Average accounting return

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The average accounting return (AAR) is the average project earnings after taxes and depreciation, divided by the average book value of the investment during its life. Approach to making capital budgeting decisions involves the average accounting return (AAR). There are many different definitions of the AAR. However, in one form or another, the AAR is always defined as: Some measure of average accounting profit divided by some measure of average accounting value. The specific definition we will use is: Average net income divided by Average book value. It is kinds of decision rule to accept or reject the finance project. For decide to these projects value, it needs cutoff rate. This rate is kind of deadline whether this project produces net income or net loss. [1]

There are three steps to calculating the AAR.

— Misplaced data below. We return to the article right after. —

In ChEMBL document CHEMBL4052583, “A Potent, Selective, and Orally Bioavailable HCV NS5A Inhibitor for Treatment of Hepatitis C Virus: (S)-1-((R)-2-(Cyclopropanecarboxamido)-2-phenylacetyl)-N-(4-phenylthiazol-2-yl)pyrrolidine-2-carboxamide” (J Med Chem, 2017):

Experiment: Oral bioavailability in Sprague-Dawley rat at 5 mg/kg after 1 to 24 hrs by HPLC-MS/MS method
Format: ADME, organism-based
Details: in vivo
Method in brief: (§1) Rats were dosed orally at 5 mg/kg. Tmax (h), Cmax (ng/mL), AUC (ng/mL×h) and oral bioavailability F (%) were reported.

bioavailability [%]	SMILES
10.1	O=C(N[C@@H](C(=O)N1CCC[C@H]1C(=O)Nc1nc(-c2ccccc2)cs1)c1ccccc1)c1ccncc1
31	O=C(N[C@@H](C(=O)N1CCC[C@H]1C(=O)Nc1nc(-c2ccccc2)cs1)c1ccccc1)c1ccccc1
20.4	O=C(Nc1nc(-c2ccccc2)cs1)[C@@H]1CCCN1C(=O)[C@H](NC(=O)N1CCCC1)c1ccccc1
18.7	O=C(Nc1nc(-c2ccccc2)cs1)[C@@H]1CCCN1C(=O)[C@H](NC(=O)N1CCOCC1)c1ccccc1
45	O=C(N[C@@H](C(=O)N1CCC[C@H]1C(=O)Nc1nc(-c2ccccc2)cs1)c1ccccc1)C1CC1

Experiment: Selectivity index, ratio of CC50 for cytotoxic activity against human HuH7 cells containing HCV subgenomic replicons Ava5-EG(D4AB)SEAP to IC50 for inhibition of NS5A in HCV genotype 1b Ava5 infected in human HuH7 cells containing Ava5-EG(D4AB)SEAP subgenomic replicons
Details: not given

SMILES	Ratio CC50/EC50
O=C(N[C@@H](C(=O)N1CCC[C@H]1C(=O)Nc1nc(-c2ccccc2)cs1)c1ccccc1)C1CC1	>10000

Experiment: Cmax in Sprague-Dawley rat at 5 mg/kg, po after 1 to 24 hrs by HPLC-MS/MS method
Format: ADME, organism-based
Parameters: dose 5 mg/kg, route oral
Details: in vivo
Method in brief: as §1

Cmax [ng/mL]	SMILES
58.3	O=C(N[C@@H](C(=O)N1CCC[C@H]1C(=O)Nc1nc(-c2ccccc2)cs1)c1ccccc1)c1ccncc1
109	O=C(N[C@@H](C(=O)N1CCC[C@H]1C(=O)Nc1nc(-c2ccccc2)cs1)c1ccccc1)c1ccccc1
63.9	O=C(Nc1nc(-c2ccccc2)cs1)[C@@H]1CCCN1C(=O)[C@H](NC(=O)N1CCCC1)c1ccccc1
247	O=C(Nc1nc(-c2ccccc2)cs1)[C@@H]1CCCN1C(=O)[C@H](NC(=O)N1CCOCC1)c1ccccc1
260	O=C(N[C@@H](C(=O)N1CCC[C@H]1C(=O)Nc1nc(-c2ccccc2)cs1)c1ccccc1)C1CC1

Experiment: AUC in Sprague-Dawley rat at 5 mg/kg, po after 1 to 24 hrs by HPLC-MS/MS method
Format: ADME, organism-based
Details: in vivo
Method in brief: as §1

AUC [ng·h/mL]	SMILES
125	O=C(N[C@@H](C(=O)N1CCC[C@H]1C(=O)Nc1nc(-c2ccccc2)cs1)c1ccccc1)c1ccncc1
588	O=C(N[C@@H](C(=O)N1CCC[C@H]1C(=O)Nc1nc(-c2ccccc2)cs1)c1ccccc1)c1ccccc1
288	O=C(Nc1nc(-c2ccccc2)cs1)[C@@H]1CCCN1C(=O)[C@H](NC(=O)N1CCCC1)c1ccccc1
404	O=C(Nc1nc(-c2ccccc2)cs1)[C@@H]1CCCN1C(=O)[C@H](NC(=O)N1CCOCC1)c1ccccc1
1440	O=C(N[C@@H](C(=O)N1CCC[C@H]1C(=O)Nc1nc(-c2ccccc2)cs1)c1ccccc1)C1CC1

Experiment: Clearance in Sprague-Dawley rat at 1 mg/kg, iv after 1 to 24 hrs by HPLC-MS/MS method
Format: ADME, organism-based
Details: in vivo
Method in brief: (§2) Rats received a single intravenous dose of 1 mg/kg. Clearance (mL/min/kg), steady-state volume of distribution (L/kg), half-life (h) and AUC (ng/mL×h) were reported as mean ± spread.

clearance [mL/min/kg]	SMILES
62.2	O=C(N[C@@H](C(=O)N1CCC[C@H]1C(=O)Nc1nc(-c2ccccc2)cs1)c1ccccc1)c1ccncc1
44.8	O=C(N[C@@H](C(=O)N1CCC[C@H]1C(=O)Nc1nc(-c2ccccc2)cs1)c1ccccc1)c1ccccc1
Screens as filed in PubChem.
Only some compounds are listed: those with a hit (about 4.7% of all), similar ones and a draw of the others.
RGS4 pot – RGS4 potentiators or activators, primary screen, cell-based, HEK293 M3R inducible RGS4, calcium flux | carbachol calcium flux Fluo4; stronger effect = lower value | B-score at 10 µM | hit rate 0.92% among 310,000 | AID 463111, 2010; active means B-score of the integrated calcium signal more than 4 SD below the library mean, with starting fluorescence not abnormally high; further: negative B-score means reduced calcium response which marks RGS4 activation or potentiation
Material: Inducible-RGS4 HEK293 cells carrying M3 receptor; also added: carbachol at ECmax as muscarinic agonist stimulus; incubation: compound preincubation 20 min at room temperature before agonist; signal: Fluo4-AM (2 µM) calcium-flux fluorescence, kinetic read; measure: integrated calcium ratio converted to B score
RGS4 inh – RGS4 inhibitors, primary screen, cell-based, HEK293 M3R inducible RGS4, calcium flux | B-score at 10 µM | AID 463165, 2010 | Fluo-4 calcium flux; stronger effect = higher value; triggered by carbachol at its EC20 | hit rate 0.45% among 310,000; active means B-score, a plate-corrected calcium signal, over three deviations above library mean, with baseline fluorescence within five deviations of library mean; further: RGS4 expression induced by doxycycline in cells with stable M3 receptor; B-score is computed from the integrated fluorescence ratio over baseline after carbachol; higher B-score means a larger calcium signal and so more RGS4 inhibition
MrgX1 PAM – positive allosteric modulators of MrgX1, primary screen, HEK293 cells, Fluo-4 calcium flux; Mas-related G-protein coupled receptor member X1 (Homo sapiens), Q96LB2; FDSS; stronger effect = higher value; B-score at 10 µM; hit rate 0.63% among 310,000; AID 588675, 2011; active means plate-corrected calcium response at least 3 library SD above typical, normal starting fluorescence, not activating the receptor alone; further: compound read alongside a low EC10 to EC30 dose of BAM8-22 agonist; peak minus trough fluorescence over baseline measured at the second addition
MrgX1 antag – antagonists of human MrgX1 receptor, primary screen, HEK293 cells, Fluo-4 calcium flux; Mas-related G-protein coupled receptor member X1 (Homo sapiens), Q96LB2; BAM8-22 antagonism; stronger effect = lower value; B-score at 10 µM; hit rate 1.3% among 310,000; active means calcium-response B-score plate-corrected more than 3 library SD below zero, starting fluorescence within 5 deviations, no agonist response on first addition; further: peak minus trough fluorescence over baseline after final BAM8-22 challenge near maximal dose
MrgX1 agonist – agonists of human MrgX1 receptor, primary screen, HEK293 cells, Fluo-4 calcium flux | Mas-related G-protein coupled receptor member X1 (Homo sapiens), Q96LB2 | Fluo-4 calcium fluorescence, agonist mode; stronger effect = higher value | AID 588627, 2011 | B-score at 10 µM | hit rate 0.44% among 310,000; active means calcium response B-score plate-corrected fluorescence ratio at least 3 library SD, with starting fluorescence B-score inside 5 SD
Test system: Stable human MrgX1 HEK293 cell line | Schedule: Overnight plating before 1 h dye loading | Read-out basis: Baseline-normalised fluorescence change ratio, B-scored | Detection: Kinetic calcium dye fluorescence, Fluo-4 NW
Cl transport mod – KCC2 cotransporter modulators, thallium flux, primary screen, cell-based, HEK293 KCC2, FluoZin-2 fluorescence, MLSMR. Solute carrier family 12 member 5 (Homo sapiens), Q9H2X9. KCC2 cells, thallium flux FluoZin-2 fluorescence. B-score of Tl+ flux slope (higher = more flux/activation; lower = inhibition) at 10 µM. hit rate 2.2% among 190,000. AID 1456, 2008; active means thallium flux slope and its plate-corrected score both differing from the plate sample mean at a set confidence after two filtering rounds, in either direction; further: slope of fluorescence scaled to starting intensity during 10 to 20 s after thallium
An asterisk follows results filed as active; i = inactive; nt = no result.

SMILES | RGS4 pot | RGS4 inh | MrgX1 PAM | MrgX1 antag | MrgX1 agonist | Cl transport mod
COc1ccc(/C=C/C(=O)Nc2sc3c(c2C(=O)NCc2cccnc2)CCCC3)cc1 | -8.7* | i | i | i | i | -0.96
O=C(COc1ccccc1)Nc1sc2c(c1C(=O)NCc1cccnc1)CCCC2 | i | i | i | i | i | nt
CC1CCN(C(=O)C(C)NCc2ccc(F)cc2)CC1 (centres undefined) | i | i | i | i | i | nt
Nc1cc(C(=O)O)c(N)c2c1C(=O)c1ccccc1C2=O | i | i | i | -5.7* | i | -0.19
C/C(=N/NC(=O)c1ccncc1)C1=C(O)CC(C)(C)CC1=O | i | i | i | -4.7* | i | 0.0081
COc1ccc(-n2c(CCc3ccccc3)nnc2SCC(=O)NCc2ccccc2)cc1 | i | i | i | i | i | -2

First, determine the average net income of each year of the project's life. Second, determine the average investment, taking depreciation into account. Third, determine the AAR by dividing the average net income by the average investment. After determine the AAR, compare with target cutoff rate. For example, if AAR determined is 20%, and given cutoff rate is 25%, then this project should be rejected. Because AAR is lower than cutoff rate so this project will not make sufficient net income to cover initial cost. Average accounting return(AAR) does have advantages and disadvantages. Advantages; It is easier to calculate than other capital budgeting decision rules. It only needs net income data and book values of the investment during its life. Another advantage is needed information will usually be available. Disadvantage; it does not take time value of money into account. When we average figures that occur at different times, we are treating the near future and the more distant future in the same way. Therefore, there is no clear indication of profitability. Also the use of an arbitrary benchmark cutoff rate is a disadvantage. The last disadvantage is it is based on accounting net income and book values, not cash flows and market values.

See also[edit]


  1. ^ Ross, Stephen A.; Randolph W. Westerfield & Jeffrey Jaffe (2008). Corporate Finance. McGraw-Hill/Irwin. pp. 166. ISBN 978-0-07-310590-1.